Indiana’s complete game against one of the lowest-rated FBS teams gave the Hoosiers one last bit of a confidence injection before they are fully thrown into the Big Ten gauntlet. Like their match up against Eastern Illinois, these tune-up games are difficult to use as a proper gauge on how Indiana will perform against conference rivals, like the one they have upcoming on the road against No. 25 Michigan State.

The topics we have identified for this week’s Game Tape Rewind series display notable qualities of this team that we believe will continue into Big Ten play. We dive into the Hoosiers’ aggressive defensive line pressure, Peyton Ramsey’s throwing velocity, and the ways Kalen DeBoer took advantage of the UConn secondary.

Hoosiers’ Aggressive D-Line Pressure

Indiana’s defensive line brought pressure to the Huskies’ true freshman quarterback, Jack Zergiotis, causing multiple missed throws on the afternoon. The Hoosier defense had two sacks on the day with three quarterback hurries against Zergiotis. These plays below highlight the defensive line and the pressure they brought on Saturday.

On this first down play, Zergiotis drops back to pass and the pass coverage by Indiana’s defense leaves no options for Zergiotis to get the ball downfield. Linemen Shamar Jones and Juan Harris bring pressure up the middle by driving their matchups back and collapsing the pocket. With no one to throw to and red jerseys in his face, Zergiotis takes off but is brought down by lineman Allen Stallings IV for the sack.

This play broke the game open for Indiana just a few minutes into the second half. Linebacker Micah McFadden and lineman Shamar Jones execute a stunt that leads to pressure on Zergiotis. McFadden lines head up in front of the center and goes right into the A-gap at the snap. Jones then twists around him into the other A-gap causing Zergiotis to move left in the pocket. Once Zergiotis moves left, McFadden sheds off his blocker and has a free lane to the quarterback. McFadden makes contact with Zergiotis who then flips the ball to a near by receiver. The bad pass is picked off by linebacker Cam Jones who then returns it 43 yards for the touchdown.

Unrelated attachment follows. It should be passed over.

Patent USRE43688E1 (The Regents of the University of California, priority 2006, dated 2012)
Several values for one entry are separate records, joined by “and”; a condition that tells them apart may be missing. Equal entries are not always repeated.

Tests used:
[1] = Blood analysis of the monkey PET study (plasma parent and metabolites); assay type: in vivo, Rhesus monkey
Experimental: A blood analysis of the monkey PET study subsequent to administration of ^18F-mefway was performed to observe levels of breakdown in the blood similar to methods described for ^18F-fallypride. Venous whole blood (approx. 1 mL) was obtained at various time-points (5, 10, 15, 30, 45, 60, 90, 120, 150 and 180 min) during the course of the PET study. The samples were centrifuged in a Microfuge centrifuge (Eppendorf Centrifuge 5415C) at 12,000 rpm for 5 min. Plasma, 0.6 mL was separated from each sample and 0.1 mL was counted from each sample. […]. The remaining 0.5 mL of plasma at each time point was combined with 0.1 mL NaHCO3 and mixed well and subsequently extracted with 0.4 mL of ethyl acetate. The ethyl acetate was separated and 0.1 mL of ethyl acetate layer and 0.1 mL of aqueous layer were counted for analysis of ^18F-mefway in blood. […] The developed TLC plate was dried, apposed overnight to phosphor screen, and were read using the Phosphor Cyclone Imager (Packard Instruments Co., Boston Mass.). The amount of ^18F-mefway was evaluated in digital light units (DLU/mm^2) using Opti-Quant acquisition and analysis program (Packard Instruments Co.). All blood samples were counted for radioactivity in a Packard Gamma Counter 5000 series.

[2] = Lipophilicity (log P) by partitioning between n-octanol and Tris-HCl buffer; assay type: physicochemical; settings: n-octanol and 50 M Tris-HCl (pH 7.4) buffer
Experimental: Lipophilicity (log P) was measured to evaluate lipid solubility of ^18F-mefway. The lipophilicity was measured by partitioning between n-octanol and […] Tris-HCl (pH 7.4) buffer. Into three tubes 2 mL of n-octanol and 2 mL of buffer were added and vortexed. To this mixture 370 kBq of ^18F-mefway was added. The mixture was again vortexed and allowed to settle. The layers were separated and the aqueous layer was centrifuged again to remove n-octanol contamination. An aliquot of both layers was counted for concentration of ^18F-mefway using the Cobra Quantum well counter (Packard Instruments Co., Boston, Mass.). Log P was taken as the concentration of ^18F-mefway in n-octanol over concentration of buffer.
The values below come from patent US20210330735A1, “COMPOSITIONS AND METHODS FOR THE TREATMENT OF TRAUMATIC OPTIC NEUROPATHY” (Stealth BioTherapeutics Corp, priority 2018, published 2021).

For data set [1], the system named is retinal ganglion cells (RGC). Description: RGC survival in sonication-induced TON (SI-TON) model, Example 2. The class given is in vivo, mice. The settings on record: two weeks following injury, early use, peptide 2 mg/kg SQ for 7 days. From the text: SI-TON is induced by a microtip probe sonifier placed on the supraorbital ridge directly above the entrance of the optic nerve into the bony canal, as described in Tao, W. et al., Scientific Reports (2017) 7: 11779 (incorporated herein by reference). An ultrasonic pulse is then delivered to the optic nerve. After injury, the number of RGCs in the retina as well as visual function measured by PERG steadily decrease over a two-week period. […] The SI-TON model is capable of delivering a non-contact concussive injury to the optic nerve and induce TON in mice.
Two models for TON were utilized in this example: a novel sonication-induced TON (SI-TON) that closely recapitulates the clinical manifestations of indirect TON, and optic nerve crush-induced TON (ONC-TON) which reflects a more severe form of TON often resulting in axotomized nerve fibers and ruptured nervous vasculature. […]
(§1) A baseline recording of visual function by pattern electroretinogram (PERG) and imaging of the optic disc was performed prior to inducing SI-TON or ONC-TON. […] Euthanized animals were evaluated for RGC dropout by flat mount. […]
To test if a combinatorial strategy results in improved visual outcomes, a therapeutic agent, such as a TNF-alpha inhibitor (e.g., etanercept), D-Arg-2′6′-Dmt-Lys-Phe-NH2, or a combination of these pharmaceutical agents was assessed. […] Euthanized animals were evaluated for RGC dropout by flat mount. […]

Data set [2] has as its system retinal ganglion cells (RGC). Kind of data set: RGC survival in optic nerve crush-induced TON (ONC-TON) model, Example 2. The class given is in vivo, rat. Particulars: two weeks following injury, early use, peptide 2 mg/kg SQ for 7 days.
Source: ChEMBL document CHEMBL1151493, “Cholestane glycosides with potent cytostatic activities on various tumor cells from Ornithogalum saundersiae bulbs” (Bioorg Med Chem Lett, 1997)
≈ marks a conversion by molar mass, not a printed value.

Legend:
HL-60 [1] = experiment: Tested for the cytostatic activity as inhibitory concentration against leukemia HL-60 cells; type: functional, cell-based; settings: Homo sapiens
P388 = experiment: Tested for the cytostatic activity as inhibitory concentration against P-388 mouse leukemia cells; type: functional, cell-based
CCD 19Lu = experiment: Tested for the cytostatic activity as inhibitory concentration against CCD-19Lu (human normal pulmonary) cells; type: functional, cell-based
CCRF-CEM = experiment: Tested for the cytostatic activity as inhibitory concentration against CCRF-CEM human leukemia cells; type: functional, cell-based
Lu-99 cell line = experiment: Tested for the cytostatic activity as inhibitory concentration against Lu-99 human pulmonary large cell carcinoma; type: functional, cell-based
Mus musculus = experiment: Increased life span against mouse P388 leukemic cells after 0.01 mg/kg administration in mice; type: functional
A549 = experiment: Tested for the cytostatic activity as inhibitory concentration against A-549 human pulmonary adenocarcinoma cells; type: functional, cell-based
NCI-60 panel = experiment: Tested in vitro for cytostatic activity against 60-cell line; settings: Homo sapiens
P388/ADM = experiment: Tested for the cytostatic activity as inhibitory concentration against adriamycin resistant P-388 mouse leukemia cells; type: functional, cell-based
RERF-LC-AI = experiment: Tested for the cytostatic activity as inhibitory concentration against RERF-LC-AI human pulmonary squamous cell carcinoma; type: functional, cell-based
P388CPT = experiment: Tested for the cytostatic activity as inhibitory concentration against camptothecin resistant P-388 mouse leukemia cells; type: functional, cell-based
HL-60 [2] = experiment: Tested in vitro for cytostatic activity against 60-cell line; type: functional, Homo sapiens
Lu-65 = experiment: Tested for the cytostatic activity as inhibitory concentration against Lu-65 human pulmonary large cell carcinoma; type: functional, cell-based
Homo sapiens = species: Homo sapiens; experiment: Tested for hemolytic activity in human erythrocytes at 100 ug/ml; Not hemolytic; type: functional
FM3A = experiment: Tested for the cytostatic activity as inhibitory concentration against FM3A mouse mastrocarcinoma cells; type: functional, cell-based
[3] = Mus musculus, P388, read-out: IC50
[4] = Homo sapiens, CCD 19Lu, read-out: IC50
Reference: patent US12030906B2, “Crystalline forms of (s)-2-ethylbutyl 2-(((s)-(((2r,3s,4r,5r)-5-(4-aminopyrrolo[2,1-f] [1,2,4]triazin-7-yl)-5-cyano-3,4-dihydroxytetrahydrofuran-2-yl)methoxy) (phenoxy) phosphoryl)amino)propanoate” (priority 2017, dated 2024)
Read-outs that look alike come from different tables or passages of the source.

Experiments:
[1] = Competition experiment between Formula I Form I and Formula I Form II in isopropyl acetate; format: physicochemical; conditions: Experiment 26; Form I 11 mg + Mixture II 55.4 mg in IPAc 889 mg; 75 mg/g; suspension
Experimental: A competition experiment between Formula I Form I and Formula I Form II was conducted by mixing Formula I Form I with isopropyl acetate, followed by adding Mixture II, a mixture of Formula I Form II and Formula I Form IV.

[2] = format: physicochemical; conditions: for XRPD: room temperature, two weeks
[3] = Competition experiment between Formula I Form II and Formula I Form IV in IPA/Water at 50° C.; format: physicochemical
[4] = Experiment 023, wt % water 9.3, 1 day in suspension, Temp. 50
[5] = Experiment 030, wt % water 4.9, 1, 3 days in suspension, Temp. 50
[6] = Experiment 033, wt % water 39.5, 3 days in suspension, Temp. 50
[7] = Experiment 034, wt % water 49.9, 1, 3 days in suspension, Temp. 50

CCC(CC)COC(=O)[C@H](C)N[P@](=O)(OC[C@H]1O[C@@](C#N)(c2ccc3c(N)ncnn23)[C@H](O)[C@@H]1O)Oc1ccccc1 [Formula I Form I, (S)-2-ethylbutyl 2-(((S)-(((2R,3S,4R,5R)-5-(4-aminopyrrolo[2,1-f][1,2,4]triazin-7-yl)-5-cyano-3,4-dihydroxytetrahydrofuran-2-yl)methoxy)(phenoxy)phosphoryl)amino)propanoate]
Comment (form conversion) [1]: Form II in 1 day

Peyton Ramsey’s Air Time

When Michael Penix was named the starting quarterback for the 2019 Hoosiers, he was chosen for his ability to throw deep and his notable arm strength. When Penix throws the ball, there is significant zip on the ball and higher velocity. He can get the pigskin quicker to his targets, relative to Ramsey. While it has led to more dropped passes, the Hoosiers want to take advantage of that skill.

Of course, Penix did not play against UConn due to his injury, so in this next section, we take a look at Peyton Ramsey’s “hangtime” of the ball when he throws passes. In each of the following three throws, take notice of how long it takes for the ball to ultimately reach its target. While it potentially makes the throws more catchable, Ramsey requires a lot more separation for his targets than Penix would. All of this is significantly caused by the exit velocity of his throws.

Contrast these above passes with Michael Penix’s showing against Eastern Illinois. There is a noticable difference between the speed of the passes from both quarterbacks. The arm strength not only helps Penix with deep throws, but there are also benefits in the short and mid-range as well.

Below you can find highlights from Michael Penix against Eastern Illinois. The first handful of clips show Penix’s arm strength very clearly.

Gaps in the UConn Secondary

Even with some slower throws, QB Peyton Ramsey finished with a passer efficiency rating of 191.3, his highest ever in a game that he has started. Ramsey succeeded not only due to quick decisions and accurate throws, but also thanks to some unique formations drawn up by OC Kalen DeBoer to free up receivers.

Midway through the 1st quarter, on a key 3rd and 5 in UConn territory, IU deployed a 3×1 setup, with Nick Westbrook, Whop Philyor, and Ty Fryfogle on one side of the field, with Peyton Hendershot aligned as the tight end to the right. On the snap of the ball, all four options went on a series of crossing routes, and UConn, in a man-to-man defense, could not keep up. First down, Hoosiers.

Later in the drive, IU lined up in the same formation, 3×1, just with Donavan Hale and Matt Bjorson on the field instead of Fryfogle and Hendershot. This time, UConn deployed a zone defense, but it offered little to no resistance. Philyor, a junior, recognized the coverage, sat down in the soft spot of the defense, and Ramsey connected with him for six. On a side note, OT Caleb Jones did an excellent job in pass protection here, stepping in for Coy Cronk, who left the game a couple minutes earlier.

In the second half, IU expanded on their lead by using, you guessed it, a 3×1 formation on a red zone third down. In this situation, UConn was in a man-to-man defense, and Ramsey delivered an accurate ball to Westbrook for a touchdown. Notice UConn freshman DB, Myles Bell (#2). He starts the play lined up eight yards off Westbrook, but he gets caught in the mesh and cannot track Westbrook until it’s too late. MSU likes to mix man and zone concepts, so keep an eye out for the 3×1 look against the Spartans on Saturday.

Featured Photo: IndianaHQ

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